Jack snorted and glanced towards Fox and Crane. Jesse James owned a farm in Kansas, though the hint of roguish eyes gave a slight twist to his weatherworn face. The face of Buckaroo Banno was plastered all over California surfing magazines, first as a surfer and then as the owner of the Samurai Surfing stores, but Ken Banno was a Free Japanese through and through. Jesse and Ken were his oldest new friends in this new Post-Yosemite world. They’d met during the rushed pilot training designed to throw new pilots into reactivated fighter units like the Cowboys, and Jack could read them like an open book. They were ready to fly, ready to fight, and ready to party, whichever came first, second, or last.
Swan and Cat had joined the Cowboys during the Alpha Centauri Campaign to fill out losses in the original Cowboy Squadron, which he supposed was why he thought of them by their callsigns. They were hard to read in the way of most girls. It hadn’t stopped Jack from playing with them all his life, but he couldn’t say he’d ever really understood them. And those two girls were decades older than him, with all the experience they needed to hide the emotions they didn’t want to show.
Snake was easier to read. Louis Mattioli had grown up on Mars before moving to Alpha Centauri while Jack was still mooning over lost girls. He’d reacted to the Peloran Treatments like the majority of humanity, getting an enhanced immune system and a longer life out of the deal. But now he took the little super soldier serum Charles Edward Hurst had pulled out of some deep, dark part of the Hurst Family research division. Experience showed that most people grew resistant to it after a few weeks or months, but Snake just grew quicker and more deadly with time.
Jack smiled and felt content. Happy. They’d been tooling around in ones and twos for the last two years, supporting squadrons and task forces that needed a little extra punch. And maybe a reminder that the Peloran were on their side. He was happy to get the band back together, and if he was reading the others right, they were too. Even if the six of them made for a small band.
Jack began to shoot the cards out to his pilots’ waiting hands, angled so no one could read them, not even him. The Cowboys gathered up their cards with supple fingers careful to keep the faces away from their fellow players. Eyes widened, eyebrows raised or lowered, and Jack smiled as he dropped the deck and pulled his own cards up. He pursed his lips and furrowed his brow, putting on a show of thinking about his cards. He could work with the two jacks. Maybe. Faking his people into thinking he either had nothing or everything was all just part of the game.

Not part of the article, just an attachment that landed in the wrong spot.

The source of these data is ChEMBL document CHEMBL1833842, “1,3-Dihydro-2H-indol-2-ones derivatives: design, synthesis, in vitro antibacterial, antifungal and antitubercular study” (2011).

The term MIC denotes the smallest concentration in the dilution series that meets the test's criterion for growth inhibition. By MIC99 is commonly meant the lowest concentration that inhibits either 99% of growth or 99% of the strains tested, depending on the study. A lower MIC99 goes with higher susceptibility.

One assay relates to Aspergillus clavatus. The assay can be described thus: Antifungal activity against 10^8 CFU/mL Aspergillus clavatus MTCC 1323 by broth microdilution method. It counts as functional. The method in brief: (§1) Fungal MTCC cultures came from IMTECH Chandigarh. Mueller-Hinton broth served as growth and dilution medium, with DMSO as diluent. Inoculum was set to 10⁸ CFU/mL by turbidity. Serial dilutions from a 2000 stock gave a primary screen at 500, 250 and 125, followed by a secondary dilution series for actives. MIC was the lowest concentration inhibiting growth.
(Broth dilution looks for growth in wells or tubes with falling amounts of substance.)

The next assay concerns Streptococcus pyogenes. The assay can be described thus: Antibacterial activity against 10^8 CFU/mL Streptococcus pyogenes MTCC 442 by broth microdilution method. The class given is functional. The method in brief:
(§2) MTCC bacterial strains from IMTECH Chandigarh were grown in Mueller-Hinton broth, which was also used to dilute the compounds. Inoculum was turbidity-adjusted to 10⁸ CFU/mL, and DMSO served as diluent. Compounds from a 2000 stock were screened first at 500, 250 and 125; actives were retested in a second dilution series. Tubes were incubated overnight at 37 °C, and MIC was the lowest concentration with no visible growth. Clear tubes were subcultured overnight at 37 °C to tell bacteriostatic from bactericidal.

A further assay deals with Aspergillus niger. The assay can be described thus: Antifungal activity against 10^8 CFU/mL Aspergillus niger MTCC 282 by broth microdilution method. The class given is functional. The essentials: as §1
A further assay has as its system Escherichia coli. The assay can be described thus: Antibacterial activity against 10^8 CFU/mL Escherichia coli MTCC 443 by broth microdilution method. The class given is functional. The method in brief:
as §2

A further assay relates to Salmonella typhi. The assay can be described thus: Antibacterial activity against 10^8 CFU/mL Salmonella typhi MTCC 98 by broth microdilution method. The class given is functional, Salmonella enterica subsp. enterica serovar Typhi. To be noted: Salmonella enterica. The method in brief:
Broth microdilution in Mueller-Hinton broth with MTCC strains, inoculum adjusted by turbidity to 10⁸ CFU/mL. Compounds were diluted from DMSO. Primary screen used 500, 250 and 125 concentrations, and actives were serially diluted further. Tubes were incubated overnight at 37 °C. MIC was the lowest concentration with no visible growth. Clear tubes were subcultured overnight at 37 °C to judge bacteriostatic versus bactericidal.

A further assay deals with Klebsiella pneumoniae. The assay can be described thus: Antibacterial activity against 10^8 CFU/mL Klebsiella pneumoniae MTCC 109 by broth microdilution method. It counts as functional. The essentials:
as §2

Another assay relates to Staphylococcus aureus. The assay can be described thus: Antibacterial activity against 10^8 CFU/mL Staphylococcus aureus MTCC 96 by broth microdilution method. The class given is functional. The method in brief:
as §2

“Are you sure you didn’t load them?” Cat asked in disgust and Jack gave her a smile that could have melted butter.
“How could I possibly have done something like that with you watching my every move?” he asked her with practiced innocence.
“Cards could,” Cat declared and aimed a finger at Jesse.
Jesse shrugged in response to her use of his old callsign and the cards in his hand seemed to teleport into his other hand after a mere wiggle of fingers.
“Which is why you leave it to models of honesty like me,” Jack said piously, picked up one of his few remaining bottle caps, and tossed it into the center of the table. The other Cowboys rolled their eyes at him but he examined his hand as if he couldn’t see them. It was all part of the game after all.
Cat was fingering her large pile of bottle caps in deep thought when an alarm filled Cowboy Country with blaring dissonance designed to wake the dead. Jack froze for a second in complete and utter surprise. The alarm had only one meaning, but that was impossible. Nobody in their right minds would actually attack a fleet as large as this one. Then the poker table exploded into motion as all six Cowboys came to their feet in unison.
Cybernetic intelligences flickered into existence next to each Cowboy’s locker, and Jack aimed a quick glance at the woman standing next to his. Betty looked as real and solid as any human to most people, but the improved eyesight that came with his very rare reaction to the Peloran Treatments watched small particles of air drifting through her long, wavy blonde hair. Her blue eyes held just the barest tint of the navy-grey bulkhead behind her. And the Scandinavian body, which would have looked perfectly at home in his native Northern Minnesota, cut into the real world around her with sharp edges his eyes could easily detect. Her body was a holoform. Once again he wondered if the imperfections of the holoform were a limitation of the technology, or a clue the cybers left on purpose for their partners. She’d never answered his questions on that point.